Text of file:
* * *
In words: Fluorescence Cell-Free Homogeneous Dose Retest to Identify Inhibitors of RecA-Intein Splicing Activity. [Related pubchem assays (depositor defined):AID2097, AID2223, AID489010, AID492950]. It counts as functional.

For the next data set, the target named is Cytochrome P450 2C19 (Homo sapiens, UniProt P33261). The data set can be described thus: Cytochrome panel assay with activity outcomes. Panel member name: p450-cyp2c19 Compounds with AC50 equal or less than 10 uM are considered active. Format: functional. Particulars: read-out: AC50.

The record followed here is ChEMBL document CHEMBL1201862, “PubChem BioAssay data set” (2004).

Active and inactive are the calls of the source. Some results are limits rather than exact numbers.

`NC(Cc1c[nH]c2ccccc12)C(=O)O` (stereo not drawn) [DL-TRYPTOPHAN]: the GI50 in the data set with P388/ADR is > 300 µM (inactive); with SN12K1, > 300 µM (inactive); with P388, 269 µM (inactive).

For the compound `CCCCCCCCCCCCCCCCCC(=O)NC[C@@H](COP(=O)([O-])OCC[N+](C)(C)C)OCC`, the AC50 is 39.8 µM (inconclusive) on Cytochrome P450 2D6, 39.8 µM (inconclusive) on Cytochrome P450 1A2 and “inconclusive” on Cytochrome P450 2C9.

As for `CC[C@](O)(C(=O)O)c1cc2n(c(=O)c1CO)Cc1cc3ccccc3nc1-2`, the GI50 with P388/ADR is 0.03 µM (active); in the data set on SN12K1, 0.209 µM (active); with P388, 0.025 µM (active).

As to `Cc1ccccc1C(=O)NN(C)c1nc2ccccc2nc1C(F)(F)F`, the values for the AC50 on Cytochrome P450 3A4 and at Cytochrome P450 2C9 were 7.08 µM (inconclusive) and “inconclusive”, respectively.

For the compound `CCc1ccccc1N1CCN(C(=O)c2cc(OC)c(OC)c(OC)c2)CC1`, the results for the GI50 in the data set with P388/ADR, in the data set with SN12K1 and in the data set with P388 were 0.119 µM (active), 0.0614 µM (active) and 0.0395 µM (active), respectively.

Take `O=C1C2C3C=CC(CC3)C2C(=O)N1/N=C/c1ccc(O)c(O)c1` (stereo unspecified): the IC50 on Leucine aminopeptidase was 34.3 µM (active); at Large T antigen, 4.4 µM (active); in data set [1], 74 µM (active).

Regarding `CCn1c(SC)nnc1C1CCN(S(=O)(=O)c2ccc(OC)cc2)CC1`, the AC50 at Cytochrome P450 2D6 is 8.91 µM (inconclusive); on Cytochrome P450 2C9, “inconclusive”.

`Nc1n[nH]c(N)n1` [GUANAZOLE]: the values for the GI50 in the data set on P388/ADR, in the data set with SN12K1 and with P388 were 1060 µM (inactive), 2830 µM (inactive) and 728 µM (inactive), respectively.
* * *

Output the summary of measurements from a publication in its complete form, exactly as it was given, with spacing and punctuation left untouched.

In words: Fluorescence Cell-Free Homogeneous Dose Retest to Identify Inhibitors of RecA-Intein Splicing Activity. [Related pubchem assays (depositor defined):AID2097, AID2223, AID489010, AID492950]. It counts as functional.

For the next data set, the target named is Cytochrome P450 2C19 (Homo sapiens, UniProt P33261). The data set can be described thus: Cytochrome panel assay with activity outcomes. Panel member name: p450-cyp2c19 Compounds with AC50 equal or less than 10 uM are considered active. Format: functional. Particulars: read-out: AC50.

The record followed here is ChEMBL document CHEMBL1201862, “PubChem BioAssay data set” (2004).

Active and inactive are the calls of the source. Some results are limits rather than exact numbers.

`NC(Cc1c[nH]c2ccccc12)C(=O)O` (stereo not drawn) [DL-TRYPTOPHAN]: the GI50 in the data set with P388/ADR is > 300 µM (inactive); with SN12K1, > 300 µM (inactive); with P388, 269 µM (inactive).

For the compound `CCCCCCCCCCCCCCCCCC(=O)NC[C@@H](COP(=O)([O-])OCC[N+](C)(C)C)OCC`, the AC50 is 39.8 µM (inconclusive) on Cytochrome P450 2D6, 39.8 µM (inconclusive) on Cytochrome P450 1A2 and “inconclusive” on Cytochrome P450 2C9.

As for `CC[C@](O)(C(=O)O)c1cc2n(c(=O)c1CO)Cc1cc3ccccc3nc1-2`, the GI50 with P388/ADR is 0.03 µM (active); in the data set on SN12K1, 0.209 µM (active); with P388, 0.025 µM (active).

As to `Cc1ccccc1C(=O)NN(C)c1nc2ccccc2nc1C(F)(F)F`, the values for the AC50 on Cytochrome P450 3A4 and at Cytochrome P450 2C9 were 7.08 µM (inconclusive) and “inconclusive”, respectively.

For the compound `CCc1ccccc1N1CCN(C(=O)c2cc(OC)c(OC)c(OC)c2)CC1`, the results for the GI50 in the data set with P388/ADR, in the data set with SN12K1 and in the data set with P388 were 0.119 µM (active), 0.0614 µM (active) and 0.0395 µM (active), respectively.

Take `O=C1C2C3C=CC(CC3)C2C(=O)N1/N=C/c1ccc(O)c(O)c1` (stereo unspecified): the IC50 on Leucine aminopeptidase was 34.3 µM (active); at Large T antigen, 4.4 µM (active); in data set [1], 74 µM (active).

Regarding `CCn1c(SC)nnc1C1CCN(S(=O)(=O)c2ccc(OC)cc2)CC1`, the AC50 at Cytochrome P450 2D6 is 8.91 µM (inconclusive); on Cytochrome P450 2C9, “inconclusive”.

`Nc1n[nH]c(N)n1` [GUANAZOLE]: the values for the GI50 in the data set on P388/ADR, in the data set with SN12K1 and with P388 were 1060 µM (inactive), 2830 µM (inactive) and 728 µM (inactive), respectively.